From Mr O. W. H. Clark
Sir, — As Mr N. J. Inkley has rightly concluded (Letters, 5 March), the critical question before the General Synod in July next will not be the introduction or otherwise of women bishops. On that issue “the collective mind” — of the present General Synod — is made up. Whether that “mind” will survive the final-approval vote by Houses in a newly elected Synod is another matter — of no relevance in July next.
In July, the critical question has to be: Does the General Synod want to provide in a Church of England with women bishops for the co-existence — within the one body — of those opposed to that development?
If it is concluded that the mere existence within one Church of “those opposed” would of itself diminish incurably the nature and status of the episcopal office of a woman bishop and her capacity to offer an acceptably “inclusive” episcopal ministry, then we shall all know where we are, and the General Synod should proceed forthwith to legislate “opponents” out of the Church of England.
If, however, that view does not prevail, and the Synod decides that it wants — sincerely wants — co-existence on the basis of some mutually acceptable accommodation, then the non possumus verdict of the present revision committee cannot be allowed to stand. Ways and means to give effect to the Synod’s decision will have to be sought.
This is a fundamental issue of faith and order. Co-existence or not? In that situation, an episcopal Church cannot but look to its House of Bishops for guidance both substantially and procedurally. It was the House of Bishops (albeit by an ill-drafted motion) which in July 2008 launched the present programme for the legislative consideration of this matter. Given the present impasse, the House of Bishops must now intervene.
There is no reason to think that any draft legislation now likely to emerge from the present revision committee will be remotely acceptable to any conscientious opponent. Such “loyal Anglicans” cannot be dismissed as a grudgingly tolerated oddity to be regulated as necessary as each diocesan bishop thinks fit. That is not tolerable co-existence. It would be a disastrous waste of time and money for any draft legislation so based to be referred to the dioceses.
Tolerable — that is, gracious — co-existence can derive only from sensitivity and mutual recognition and respect with scrupulous fairness, integrity, and goodwill from both parties. Each will have to make painful concessions over what it wants and thinks it must have. That will call for much wrestling with the “balance of freedoms” to which the Archbishop of Canterbury has recently referred. There is no perfect solution.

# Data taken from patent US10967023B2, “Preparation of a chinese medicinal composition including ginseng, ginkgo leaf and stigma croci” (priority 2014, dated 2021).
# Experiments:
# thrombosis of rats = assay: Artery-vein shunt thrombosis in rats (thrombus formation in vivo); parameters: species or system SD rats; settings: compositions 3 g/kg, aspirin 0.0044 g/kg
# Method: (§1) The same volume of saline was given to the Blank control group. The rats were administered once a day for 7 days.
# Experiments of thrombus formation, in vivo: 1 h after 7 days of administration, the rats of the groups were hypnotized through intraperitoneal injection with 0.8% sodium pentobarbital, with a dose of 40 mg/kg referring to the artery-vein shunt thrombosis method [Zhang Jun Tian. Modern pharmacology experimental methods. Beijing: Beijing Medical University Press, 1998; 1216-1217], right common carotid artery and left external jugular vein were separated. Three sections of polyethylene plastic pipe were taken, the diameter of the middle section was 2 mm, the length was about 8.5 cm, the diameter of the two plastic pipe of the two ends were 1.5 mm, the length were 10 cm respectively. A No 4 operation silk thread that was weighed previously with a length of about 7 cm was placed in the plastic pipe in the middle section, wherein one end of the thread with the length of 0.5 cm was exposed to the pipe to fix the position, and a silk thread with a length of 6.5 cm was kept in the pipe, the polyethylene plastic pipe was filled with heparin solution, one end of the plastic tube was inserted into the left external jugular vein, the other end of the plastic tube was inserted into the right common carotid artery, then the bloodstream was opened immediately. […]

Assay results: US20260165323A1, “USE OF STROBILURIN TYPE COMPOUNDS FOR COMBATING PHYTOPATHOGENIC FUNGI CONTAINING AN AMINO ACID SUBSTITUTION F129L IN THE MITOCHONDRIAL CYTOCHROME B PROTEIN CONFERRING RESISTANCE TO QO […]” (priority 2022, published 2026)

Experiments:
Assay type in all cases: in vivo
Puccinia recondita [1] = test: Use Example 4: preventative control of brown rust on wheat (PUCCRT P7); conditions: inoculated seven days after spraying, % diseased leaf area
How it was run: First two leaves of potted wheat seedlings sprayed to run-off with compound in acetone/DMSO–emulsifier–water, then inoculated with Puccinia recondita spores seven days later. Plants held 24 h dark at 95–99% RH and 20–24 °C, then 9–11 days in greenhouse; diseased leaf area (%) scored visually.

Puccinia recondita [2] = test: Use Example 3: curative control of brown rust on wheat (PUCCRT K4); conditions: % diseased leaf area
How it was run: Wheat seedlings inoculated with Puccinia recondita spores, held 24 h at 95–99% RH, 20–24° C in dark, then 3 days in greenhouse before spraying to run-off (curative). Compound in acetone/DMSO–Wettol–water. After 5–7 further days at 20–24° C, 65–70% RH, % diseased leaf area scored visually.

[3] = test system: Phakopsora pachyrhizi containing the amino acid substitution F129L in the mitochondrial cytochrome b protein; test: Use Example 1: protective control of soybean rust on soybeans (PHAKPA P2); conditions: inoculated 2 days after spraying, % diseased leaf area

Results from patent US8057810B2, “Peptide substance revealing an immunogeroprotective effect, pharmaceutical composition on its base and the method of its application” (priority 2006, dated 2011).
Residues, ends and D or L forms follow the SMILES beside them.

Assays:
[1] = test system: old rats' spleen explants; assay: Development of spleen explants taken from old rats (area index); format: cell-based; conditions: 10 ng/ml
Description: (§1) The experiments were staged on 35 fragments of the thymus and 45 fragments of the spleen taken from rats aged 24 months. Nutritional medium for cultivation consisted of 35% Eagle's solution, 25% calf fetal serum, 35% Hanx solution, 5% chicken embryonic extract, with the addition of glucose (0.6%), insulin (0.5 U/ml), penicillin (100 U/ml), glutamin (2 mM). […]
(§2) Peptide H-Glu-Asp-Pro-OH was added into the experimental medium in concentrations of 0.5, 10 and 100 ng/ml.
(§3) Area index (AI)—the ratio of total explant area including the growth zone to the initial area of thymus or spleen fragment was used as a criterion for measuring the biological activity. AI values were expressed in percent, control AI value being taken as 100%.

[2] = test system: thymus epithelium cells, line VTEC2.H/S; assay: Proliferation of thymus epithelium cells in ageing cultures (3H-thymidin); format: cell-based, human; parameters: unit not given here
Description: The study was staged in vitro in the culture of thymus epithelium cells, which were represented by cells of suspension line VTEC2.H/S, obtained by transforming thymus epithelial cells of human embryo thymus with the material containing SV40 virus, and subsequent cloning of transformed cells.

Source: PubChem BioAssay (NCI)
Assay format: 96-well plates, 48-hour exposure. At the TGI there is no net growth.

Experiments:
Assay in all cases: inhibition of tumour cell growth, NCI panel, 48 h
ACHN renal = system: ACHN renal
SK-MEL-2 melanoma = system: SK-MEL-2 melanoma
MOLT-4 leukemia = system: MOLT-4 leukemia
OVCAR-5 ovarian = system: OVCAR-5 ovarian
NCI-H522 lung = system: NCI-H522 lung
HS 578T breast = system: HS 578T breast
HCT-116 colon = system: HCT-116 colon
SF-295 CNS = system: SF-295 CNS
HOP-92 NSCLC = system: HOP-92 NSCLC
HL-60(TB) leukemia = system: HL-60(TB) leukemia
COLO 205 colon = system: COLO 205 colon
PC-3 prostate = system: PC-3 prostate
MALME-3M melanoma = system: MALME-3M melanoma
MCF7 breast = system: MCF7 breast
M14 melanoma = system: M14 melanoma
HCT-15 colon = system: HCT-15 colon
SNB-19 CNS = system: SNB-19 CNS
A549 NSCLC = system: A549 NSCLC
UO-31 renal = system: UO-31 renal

But is it worth the effort? Mutually agreed rights, responsibilities, and obligations of each party would need to be set out in parallel, and safeguarded in and by the same legislative instrument; only so can the two parties co-exist with honesty and integrity. Fiat justitia.
The result would not be unity in diversity, but it could be unity in co-existence. That would be a gracious and not unworthy starting point in peace and harmony.
But opponents must know first: are they really wanted? The House of Bishops in July should formulate a motion to enable the Synod to pronounce on that vital question. If the Synod votes for co-existence or at least for one last effort to achieve it, then the final report of the present revision committee and the subsequent revision stage should be dealt with as briskly as possible.
The Synod should then recommit the present legislation as revised for further revision, and leave it to the newly elected Synod to appoint a further revision committee with the crucial task of seeking ways and means for the achievement of an acceptable co-existence. The present Synod will have done all it properly can.
O. W. H. CLARK
Sometime Chairman of the House of Laity of the General Synod
5 Seaview Road, Highcliffe
Dorset BH23 5QJ